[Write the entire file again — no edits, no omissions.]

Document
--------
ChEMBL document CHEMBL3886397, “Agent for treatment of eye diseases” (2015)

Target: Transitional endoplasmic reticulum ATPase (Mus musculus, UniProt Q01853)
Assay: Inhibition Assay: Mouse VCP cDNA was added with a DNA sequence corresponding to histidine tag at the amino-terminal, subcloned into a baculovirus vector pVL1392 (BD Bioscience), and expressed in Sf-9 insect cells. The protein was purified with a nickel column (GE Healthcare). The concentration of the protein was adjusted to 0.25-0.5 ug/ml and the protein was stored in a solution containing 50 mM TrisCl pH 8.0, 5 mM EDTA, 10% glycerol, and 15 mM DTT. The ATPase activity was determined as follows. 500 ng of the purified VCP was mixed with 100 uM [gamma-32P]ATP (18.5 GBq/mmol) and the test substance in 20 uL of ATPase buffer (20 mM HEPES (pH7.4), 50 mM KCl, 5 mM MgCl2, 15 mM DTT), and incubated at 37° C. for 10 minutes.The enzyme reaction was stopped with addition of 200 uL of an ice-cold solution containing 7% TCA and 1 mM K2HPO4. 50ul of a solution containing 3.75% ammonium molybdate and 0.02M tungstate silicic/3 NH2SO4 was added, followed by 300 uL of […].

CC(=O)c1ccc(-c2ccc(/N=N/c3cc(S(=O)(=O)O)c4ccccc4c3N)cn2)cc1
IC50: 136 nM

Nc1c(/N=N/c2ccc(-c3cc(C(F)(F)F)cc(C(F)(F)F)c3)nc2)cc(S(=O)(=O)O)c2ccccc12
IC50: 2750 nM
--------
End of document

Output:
ChEMBL document CHEMBL3886397, “Agent for treatment of eye diseases” (2015)

Target: Transitional endoplasmic reticulum ATPase (Mus musculus, UniProt Q01853)
Assay: Inhibition Assay: Mouse VCP cDNA was added with a DNA sequence corresponding to histidine tag at the amino-terminal, subcloned into a baculovirus vector pVL1392 (BD Bioscience), and expressed in Sf-9 insect cells. The protein was purified with a nickel column (GE Healthcare). The concentration of the protein was adjusted to 0.25-0.5 ug/ml and the protein was stored in a solution containing 50 mM TrisCl pH 8.0, 5 mM EDTA, 10% glycerol, and 15 mM DTT. The ATPase activity was determined as follows. 500 ng of the purified VCP was mixed with 100 uM [gamma-32P]ATP (18.5 GBq/mmol) and the test substance in 20 uL of ATPase buffer (20 mM HEPES (pH7.4), 50 mM KCl, 5 mM MgCl2, 15 mM DTT), and incubated at 37° C. for 10 minutes.The enzyme reaction was stopped with addition of 200 uL of an ice-cold solution containing 7% TCA and 1 mM K2HPO4. 50ul of a solution containing 3.75% ammonium molybdate and 0.02M tungstate silicic/3 NH2SO4 was added, followed by 300 uL of […].

CC(=O)c1ccc(-c2ccc(/N=N/c3cc(S(=O)(=O)O)c4ccccc4c3N)cn2)cc1
IC50: 136 nM

Nc1c(/N=N/c2ccc(-c3cc(C(F)(F)F)cc(C(F)(F)F)c3)nc2)cc(S(=O)(=O)O)c2ccccc12
IC50: 2750 nM